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Basmati rice
Basmati rice

Basmati rice: Diabetic-friendly, decreases risk of death?

Diabetics are more particular about the type of food they eat. This is because the type of food can either increase or decrease their blood sugar content.

Rice has been a subject of controversy for diabetics. However, others believe that not all rice is created equal and some types are diabetic-friendly.  This is because white rice has a glycemic index of 89.  Hence, I examine the science behind Basmati rice on our health in this article.

Nutrition facts

The nutritional value of Basmati rice varies depending on the type one buys. However, in the generic terms, each type is high in carbs and calories, as well as micronutrients like folate, thiamine, and selenium.

The US Department of Agriculture states that: One cup (163 grams) of cooked white basmati rice contains the following:
Calories: 210
Protein: 4.4 grams
Fat: 0.5 grams
Carbs: 45.6 grams
Fibre: 0.7 grams
Sodium: 399 mg
Folate: 24 per cent of the 
Daily Value (DV)
Thiamine: 22 per cent of the DV
Selenium: 22 per cent of the DV
Niacin: 15 per cent of the DV
Copper: 12 per cent of the DV
Iron: 11 per cent of the DV
Vitamin B6: 9 per cent of the DV
Zinc: 7 per cent of the DV
Phosphorus: 6% of the DV
Magnesium: 5% of the DV

The same organisation further held that brown basmati rice is somewhat higher in calories, carbs and fibre. Furthermore, the magnesium, vitamin E, zinc, potassium and phosphorus are more as compared to white basmati rice. 

Basmati: Scientific justification

Brown basmati rice is regarded a whole grain, this means that it contains all three parts of the kernel — the germ, bran and endosperm. Why are whole grains good for our health? 

One study happens to answer this:  Aune et al. (2016) analysed 45 studies and found that whole grain consumption decreased ones risk of heart disease, cancer and premature death. 

A previous review by Aune et al. (2013) also reported that consumption of whole grains, including brown rice, reduced ones risk of type 2 diabetes. 

What is more interesting is that: one randomised controlled trial, Vitaglione et al;(2015) examined 80 respondents in an 8-week study and found that substituting refined grains with whole grains decreased ones levels of inflammatory markers. 

Basmati, supplemented

It is believed that the white basmati rice is mostly supplemented to improve some nutrients that were lost in the processing stages to enhance the nutritional value. This is done to improve our vitamins and mineral content. 

Rice and other grains are regularly augmented with iron and B vitamins such as folic acid, thiamine and niacin. 

Basmati, arsenic

Hong et al.(2014) study found that basmati was normally lower in arsenic, a heavy metal that could destroy our health and in turn reduce the risk of diabetes, heart problems, and some cancers juxtaposed to other types of rice.

Also, arsenic accrues a lot in rice as compared to other grains. This raises many health issues for frequent consumers of white rice.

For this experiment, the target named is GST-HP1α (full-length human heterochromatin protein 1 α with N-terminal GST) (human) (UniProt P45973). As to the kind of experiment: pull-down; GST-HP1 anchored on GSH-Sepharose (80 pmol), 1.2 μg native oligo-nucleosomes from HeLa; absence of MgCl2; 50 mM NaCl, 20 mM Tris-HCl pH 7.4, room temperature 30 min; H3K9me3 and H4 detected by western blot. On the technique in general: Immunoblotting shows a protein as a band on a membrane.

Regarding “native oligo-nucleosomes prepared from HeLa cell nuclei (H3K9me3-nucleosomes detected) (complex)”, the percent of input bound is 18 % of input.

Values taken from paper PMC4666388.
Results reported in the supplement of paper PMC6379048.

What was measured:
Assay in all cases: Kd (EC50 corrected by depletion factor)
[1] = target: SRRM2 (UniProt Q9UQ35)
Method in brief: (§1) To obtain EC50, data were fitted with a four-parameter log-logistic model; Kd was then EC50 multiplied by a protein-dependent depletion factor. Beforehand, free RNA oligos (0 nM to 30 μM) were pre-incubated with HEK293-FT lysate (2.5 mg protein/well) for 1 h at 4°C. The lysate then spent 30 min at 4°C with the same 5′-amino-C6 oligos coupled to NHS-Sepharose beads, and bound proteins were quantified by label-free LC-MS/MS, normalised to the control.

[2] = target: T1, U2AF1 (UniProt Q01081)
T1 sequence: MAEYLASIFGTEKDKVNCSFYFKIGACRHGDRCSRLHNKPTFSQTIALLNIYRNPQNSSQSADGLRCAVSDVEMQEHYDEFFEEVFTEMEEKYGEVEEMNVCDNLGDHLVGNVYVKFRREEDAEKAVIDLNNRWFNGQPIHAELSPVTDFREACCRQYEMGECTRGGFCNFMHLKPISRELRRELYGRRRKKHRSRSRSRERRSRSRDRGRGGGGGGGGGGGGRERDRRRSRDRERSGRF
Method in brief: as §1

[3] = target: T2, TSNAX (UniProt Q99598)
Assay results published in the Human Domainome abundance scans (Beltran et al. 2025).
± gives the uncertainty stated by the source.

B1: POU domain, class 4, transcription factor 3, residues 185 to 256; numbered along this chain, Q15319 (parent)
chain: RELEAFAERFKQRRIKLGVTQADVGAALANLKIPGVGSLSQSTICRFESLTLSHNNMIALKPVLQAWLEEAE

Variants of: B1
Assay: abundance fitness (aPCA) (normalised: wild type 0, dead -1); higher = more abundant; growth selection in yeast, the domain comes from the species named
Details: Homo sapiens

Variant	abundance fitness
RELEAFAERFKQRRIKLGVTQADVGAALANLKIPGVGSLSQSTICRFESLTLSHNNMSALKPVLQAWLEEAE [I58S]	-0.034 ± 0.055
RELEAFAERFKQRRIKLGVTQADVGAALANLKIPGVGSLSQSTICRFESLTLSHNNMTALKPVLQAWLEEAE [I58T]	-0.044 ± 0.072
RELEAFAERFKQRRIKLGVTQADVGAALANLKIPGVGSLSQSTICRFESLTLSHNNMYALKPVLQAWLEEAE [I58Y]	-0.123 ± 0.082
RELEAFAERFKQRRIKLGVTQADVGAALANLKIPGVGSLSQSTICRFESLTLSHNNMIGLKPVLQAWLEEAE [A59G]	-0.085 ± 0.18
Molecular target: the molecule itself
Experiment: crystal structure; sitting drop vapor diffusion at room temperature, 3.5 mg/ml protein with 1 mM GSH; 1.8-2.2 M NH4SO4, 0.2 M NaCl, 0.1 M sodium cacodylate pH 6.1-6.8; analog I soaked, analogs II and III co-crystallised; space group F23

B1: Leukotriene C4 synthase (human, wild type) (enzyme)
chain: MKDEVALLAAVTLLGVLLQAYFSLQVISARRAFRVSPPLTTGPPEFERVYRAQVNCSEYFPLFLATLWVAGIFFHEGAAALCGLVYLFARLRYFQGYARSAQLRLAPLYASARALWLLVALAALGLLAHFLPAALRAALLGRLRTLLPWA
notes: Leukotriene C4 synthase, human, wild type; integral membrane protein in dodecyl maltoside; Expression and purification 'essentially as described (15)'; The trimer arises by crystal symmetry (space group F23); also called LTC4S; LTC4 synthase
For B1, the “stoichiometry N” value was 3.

But the good news is that, basmati rice from California, India, or Pakistan have the lowest levels of arsenic, juxtaposed to other rice varieties (Davis et al; 2017).  Also, Basmati brown rice types have higher levels of arsenic than white rice, as it accrues in the hard outer bran layer. 

White basmati is a refined grain, unlike the brown basmati; this affects the nutritional content.  Two meta-analysis, (Musa-Veloso et al; 2018; Hu et al; 2012) found that eating more refined grains could negatively affect blood sugar and potentially increase the risk of type 2 diabetes. 
Additionally, another study, Kim et al.(2012) examined over 10,000 people and found that eating more white rice increased the risk of obesity. 
Another study, Ahn et al. (2013) examined 26,006 people and found a link between white rice intake and a higher risk of metabolic syndrome, a group of conditions that can increase your risk of heart disease, stroke and type 2 diabetes. This could be due to white rice’s high amount of carbs and low amount of fibre compared with brown rice.

This means, although white basmati rice can be eaten in moderation, brown basmati may be a better overall option for your health.

Take Home

So from the review, is basmati diabetic-friendly? It appears so: 

According to the Canadian Diabetes Association, basmati, brown, wild, short, and long grain rice has a medium glycemic index (between 56 and 69), as opposed to jasmine and instant white rice with a glycemic index of 89, thus making it more suitable for diabetics as compared to certain other grains and products made from white flour. 

Besides, it also has many health benefits from studies. 

The writer is President, Nyarkotey College of Holistic Medicine & Technology (NUCHMT)/African Naturopathic Foundation.
He adheres to strict sourcing, studies and academic papers in his articles, which are for educational purposes only and not medical advice for treatment. E-mail: This email address is being protected from spambots. You need JavaScript enabled to view it..  

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